Support for newspaper goes global
They sent pizza, offered computers, volunteered to edit copy and do research, increased advertising, and bought subscriptions to the 154-year-old Record.
Thousands of people from around the world pledged support for Marion’s second-longest operating business — its newspaper — after police officers and sheriff’s deputies seized computer equipment and personal cell phones Friday from the Record newsroom, the home of its owners, and the home of Marion’s vice mayor.
Almost 2,000 people signed up for new subscriptions. More than 266,500 people read the Record’s website.
At least two downtown businesses posted “Support the Blue” on storefronts.
“I have read with anger, sadness, empathy, and even a tinge of fear about
what has happened to all of you,” a Goessel resident wrote in an email.
“Thank you for being one of the few remaining local newspapers around,” another supporter wrote. “Please stay strong and keep fighting for local journalism. I come from a small town in Indiana and remember the local newspaper being critical to our understanding of community and unity, overall.”
“The raid on your newspaper office and the related death is an absolute outrage,” a New Jersey resident wrote. “This is something you’d expect to find in a totalitarian state.”
Numerous people called to ask for the Record’s mailing address, saying they were outraged and planned to send checks to help defray legal expenses.
The Record’s three phone lines rang steadily over the weekend as well as Monday and Tuesday as news of the raid spread in The New York Times and The Washington Post and on NPR and CNN — among dozens of other print and broadcast outlets. Emails poured in to the newsroom.
Outside the newspaper’s building on 3rd St., people created a shrine to Joan Meyer, the Record’s co-owner who died a day after police searched the home she shared with her son, Eric, publisher and editor of the paper. They left fresh and artificial flowers, including a rose made of newsprint.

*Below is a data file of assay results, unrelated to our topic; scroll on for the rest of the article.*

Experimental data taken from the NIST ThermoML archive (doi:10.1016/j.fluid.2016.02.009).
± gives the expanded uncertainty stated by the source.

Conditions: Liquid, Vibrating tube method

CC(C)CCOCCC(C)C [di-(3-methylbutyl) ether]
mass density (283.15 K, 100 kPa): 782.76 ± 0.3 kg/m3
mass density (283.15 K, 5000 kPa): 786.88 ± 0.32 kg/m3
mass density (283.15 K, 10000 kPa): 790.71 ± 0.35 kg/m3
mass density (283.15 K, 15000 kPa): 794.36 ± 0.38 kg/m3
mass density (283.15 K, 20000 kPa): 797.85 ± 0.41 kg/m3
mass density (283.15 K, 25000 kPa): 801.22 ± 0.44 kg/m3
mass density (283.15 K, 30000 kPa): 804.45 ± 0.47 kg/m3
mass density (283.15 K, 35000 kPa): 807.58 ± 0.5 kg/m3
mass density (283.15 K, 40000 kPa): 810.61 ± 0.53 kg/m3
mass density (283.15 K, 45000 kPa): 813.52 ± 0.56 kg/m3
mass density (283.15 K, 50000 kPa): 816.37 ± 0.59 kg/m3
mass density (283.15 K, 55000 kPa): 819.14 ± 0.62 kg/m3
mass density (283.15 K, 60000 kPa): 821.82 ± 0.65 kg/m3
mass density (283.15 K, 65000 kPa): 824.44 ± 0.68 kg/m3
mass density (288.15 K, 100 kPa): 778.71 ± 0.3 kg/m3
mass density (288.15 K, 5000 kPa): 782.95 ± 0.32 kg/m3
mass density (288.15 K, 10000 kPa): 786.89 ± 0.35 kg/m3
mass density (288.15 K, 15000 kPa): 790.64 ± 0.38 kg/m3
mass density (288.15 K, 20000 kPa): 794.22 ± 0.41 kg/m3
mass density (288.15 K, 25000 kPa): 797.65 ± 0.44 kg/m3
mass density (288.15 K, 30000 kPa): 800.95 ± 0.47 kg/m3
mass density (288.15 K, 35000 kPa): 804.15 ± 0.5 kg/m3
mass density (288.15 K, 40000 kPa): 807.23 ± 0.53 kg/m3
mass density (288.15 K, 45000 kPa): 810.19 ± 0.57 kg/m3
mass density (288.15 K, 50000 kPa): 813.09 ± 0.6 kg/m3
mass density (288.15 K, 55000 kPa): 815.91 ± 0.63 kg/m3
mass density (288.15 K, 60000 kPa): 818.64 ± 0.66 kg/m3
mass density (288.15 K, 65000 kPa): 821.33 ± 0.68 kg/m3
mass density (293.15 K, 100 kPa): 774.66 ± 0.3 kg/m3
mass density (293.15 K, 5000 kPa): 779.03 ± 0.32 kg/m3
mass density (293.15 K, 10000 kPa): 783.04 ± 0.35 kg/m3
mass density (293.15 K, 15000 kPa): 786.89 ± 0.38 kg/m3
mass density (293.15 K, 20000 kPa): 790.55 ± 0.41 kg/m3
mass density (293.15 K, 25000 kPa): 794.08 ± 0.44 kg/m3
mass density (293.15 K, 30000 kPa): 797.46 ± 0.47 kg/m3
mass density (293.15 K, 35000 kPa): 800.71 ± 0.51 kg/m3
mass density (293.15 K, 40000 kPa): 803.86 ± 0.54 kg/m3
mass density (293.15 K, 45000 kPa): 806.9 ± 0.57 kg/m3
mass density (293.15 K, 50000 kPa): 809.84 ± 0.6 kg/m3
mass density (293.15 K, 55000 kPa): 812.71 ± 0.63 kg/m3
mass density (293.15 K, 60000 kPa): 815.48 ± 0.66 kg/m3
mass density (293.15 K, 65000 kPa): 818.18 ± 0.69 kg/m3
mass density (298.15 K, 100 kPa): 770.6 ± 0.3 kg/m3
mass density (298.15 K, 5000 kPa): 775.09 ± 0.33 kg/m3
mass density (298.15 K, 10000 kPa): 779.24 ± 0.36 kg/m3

The Society of Professional Journalists pledged $20,000 to help the paper with legal fees. The Reporters Committee for Freedom of the Press sent a stinging letter, signed by 30 heavy-hitter news organizations, to Marion Police Chief Gideon Cody, who read Record staff members their Miranda rights. Like the paper’s attorney, Bernie Rhodes, the organization urged law enforcement to return seized materials.
The William Allen White School of Journalism and Mass Communications at the University of Kansas issued a statement saying, “We stand with our alumni and all journalists who work tirelessly, and often at great personal cost, to ensure that the public is well-informed. The school, along with the William Allen White Foundation Board of Trustees, affirms that any threat to journalism is a threat to democracy itself.
““As our namesake once famously wrote in his own small-town Kansas newspaper: ‘Only when free utterance is suppressed is it needed, and when it is needed, it is most vital to justice.’”
Emily Bradbury, executive director of the Kansas Press Association, said, “An attack on a newspaper office through an illegal search is not just an infringement on the rights of journalists but an assault on the very foundation of democracy and the public’s right to know. This cannot be allowed to stand.”
“I continue to be outraged by the irresponsible speech by far too many in positions of authority condemning our nation’s journalists for doing the job they are supposed to do,” an Oregon resident wrote. “Such speech incites and condones the kind of reprehensible violations you’ve experienced in Marion.”
Last modified Aug. 16, 2023